President and Owner Robert “Bob” Hopkins looked back at the company he built in 1983. What stood out clearly to him was that Exhibit Source Inc. (ESi) no longer resembled the company he originally founded.
Clearly, ESi’s name didn’t change. He wasn’t referring to his employees either. While staff increases for major shows occurred, many employees have served the company for nearly 20 years.
These changes weren’t as apparent as ESi expanding its Chicagoland headquarters to 100,000 square feet or adding facilities in Las Vegas and Atlanta. The company originally started in a small apartment Hopkins shared with his wife, Marilyn – human resources manager and controller. But all of these things are only a piece of the pie.
No – ESi’s major evolution resulted from changes in the economy, the tradeshow industry as well as man-made and natural disasters.
Rising to the occasion in the face of challenges is usually when companies demonstrate just what they’re made of, how to sustain themselves and how to best service customers.
While some companies crumbled, Hopkins ensured ESi survived by rolling with the punches. He faced each day with a never-give-up attitude that got him this far and — hopefully, he said, — further in the future.
For companies aiming to achieve longevity, it may help to be aware of what sustained long-lasting companies, such as ESi.
Operating in a global world
In its early days, ESi’s clients were mostly U.S. exhibitors who ventured as far as the country’s borders. As the tradeshow industry became more global, ESi transformed into an international exhibit production company.
“Holy cow! It’s like a new business at this time because of the international influences and nuances that go with it,” Hopkins exclaimed. “More than 15 years ago, every other client was international. Now we have more international shows than before. On weekly a basis, we may have 10 international conferences where we are online interacting with people from Germany and Japan. It’s more exciting than it was. Nothing is normal.”
On his smartphone, Hopkins keeps track of 10 time zones. When the month-long 2014 FIFA World Cup occurred in Brazil, he said he knew not to call German clients during matches. This was no doubt doubly important when Germany won the entire soccer tournament.
In response to ESi’s growing overseas clients and taking many U.S. exhibitors to Europe, the company tailored its service offerings accordingly. In Europe, clients prefer full turnkey service. U.S. clients may sometimes want full service. More often than not, U.S. companies hire ESi for certain tasks and order other services on their own.
“We try to be more flexible to meet the needs of all clients. Some clients are understaffed and need us to do full turnkey. We may provide the audio visual for the show for a European client; whereas the U.S. client may say, we could go to Best Buy,” Hopkins added.
With the ability to do multiple tasks in house while receiving support from suppliers, ESi engineers and designs rental exhibits and offers audio visual, fabrication, graphics, shipping, storage, installation and dismantle, etc.
Becoming efficient in the wake of challenges
A big difference Hopkins noticed with global and U.S. clients alike came after the terrorist attacks on Sept. 11, 2001. Overnight, the venues in which six or seven ESi crews worked tradeshows in Atlanta, Orlando, Las Vegas and New York went from bustling with activity to ghost towns.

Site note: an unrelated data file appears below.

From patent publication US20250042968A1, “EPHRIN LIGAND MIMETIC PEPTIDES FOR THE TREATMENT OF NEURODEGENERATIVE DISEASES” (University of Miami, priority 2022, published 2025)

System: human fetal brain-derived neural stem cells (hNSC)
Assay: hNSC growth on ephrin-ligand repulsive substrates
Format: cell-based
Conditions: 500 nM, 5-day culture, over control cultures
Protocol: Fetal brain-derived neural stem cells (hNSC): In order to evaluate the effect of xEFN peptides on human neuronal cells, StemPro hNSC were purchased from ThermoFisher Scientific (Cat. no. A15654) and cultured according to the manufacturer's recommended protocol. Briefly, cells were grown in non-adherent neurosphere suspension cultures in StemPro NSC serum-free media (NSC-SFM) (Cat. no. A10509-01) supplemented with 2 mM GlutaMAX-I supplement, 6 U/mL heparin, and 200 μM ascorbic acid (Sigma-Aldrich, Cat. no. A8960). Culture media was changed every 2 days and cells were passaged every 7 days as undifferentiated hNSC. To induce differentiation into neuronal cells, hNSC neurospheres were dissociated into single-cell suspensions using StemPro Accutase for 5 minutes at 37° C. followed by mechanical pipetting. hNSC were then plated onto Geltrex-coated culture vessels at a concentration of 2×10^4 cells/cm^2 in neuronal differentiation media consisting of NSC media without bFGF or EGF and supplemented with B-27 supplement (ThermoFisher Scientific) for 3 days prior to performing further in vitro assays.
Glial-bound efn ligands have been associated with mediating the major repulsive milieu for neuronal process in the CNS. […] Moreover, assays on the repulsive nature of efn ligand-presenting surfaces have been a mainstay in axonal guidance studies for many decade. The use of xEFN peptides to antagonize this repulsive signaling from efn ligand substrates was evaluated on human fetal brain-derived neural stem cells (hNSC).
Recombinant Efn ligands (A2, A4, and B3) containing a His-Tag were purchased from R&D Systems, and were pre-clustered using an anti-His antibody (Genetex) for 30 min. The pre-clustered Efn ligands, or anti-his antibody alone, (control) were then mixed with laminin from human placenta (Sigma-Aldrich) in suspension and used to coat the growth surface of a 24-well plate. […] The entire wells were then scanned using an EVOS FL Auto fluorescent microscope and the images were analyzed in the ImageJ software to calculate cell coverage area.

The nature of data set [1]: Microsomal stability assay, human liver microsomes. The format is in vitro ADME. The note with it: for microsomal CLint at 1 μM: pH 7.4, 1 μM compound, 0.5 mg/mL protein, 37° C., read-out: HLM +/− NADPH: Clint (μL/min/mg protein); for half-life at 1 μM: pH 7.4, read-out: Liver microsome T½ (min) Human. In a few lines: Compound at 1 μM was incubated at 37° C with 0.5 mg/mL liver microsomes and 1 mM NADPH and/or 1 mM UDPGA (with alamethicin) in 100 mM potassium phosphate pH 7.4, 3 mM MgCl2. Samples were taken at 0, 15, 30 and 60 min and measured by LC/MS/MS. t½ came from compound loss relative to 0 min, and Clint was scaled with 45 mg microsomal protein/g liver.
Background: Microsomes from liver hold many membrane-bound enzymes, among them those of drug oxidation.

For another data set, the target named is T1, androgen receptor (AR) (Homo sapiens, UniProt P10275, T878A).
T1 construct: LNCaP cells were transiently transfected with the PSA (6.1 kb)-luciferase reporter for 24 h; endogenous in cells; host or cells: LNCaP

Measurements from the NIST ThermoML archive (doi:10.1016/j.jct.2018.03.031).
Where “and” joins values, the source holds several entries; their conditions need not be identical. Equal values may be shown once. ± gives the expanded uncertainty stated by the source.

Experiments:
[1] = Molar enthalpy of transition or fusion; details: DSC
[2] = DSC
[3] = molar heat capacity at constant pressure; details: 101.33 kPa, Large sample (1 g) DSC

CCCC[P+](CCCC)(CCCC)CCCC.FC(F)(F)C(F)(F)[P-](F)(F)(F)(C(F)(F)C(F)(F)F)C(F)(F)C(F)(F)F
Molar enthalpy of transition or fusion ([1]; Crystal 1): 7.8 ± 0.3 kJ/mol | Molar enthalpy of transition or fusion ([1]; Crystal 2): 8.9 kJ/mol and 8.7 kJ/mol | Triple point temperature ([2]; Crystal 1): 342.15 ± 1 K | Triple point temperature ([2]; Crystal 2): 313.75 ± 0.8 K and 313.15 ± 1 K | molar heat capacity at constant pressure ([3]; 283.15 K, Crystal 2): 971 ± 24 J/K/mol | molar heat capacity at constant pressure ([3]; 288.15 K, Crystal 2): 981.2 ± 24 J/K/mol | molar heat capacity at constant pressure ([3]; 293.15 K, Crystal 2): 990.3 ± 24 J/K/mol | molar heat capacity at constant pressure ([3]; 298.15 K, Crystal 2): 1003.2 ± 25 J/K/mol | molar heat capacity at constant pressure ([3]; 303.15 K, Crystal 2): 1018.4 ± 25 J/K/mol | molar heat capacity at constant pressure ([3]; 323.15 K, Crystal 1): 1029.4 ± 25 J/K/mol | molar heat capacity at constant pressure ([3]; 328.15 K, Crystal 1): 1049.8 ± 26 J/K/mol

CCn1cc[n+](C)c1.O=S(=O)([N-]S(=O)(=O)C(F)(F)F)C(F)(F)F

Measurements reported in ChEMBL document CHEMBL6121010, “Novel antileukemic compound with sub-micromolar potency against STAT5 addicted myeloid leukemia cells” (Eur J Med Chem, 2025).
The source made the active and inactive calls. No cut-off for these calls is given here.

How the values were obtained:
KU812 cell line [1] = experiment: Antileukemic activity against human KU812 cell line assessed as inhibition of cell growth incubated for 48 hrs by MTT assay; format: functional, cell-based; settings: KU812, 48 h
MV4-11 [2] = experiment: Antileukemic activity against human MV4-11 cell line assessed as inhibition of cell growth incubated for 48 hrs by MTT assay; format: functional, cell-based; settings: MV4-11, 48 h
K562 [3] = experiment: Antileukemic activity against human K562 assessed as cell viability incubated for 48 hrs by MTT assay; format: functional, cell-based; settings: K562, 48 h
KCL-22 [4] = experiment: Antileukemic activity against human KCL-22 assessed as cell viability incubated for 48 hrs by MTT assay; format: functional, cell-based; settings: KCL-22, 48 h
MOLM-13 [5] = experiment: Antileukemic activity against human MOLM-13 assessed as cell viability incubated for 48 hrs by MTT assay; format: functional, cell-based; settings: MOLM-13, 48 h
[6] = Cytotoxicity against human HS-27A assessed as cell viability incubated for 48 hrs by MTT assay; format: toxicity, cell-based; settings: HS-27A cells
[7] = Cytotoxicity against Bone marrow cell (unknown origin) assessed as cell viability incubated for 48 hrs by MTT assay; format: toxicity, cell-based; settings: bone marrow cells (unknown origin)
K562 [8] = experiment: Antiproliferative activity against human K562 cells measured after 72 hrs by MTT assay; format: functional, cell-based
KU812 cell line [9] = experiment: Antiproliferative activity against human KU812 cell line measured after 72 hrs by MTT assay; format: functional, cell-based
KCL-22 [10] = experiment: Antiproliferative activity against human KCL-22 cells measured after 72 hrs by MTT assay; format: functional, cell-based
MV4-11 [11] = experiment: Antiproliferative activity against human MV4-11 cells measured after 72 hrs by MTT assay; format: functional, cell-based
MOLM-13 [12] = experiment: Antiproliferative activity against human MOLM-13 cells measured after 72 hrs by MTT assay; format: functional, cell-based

“Before 9/11, international businesses and Fortune 500 companies came to approve your buildings, and if you didn’t have a state-of-the-art facility, they didn’t want to do business with you,” he explained. “Since 9/11, half of the large clients don’t visit. Of all those that do visit, they want to see a conservative facility. They want to see you’re down to earth and how you have implemented efficiencies into what you’re doing.”
The terrorist attacks and multiple recessions forced ESi to rethink its business model. It needed to become more efficient. For ESi, this meant offering aluminum systems to help customers save money.
“The most change happened in the last two or three years. All exhibitors are trying to cut their costs, and you’re feeling the pressure. We always look at economical ways to build,” Hopkins stated.
ESi also keeps a well-stocked inventory to avoid outsourcing. This allows the company to deliver solutions for projects at least six weeks out. Every few years, ESi reanalyzes how it approaches its business model. This usually involves determining how much equipment it needs to be more efficient.
“You’re only as good as your last show.”
One of the reasons ESi is still standing after 31 years is because its employees put in time to better serve customers. They are onsite at tradeshows, attend production meetings and often check-in with clients.
“I always subscribe to an open-door policy. If there are issues or a problem, whether it’s a client or employee, I take time to address it. Our success depends on what we bring to clients. You’re only as good as your last show,” Hopkins stated.
While ESi has joined social media in recent years, it rarely promotes itself. The business grew and gained strength mostly due to client referrals.
Always striving for more, Hopkins makes sure to never become complacent. He keeps up with the latest in printing, audio visual and construction. If he isn’t the expert, his expert team backs him.
In the future, Hopkins hopes to once again look back on his company’s history. He can envision his company continuing to work on exciting projects and taking more U.S. exhibitors to Asia.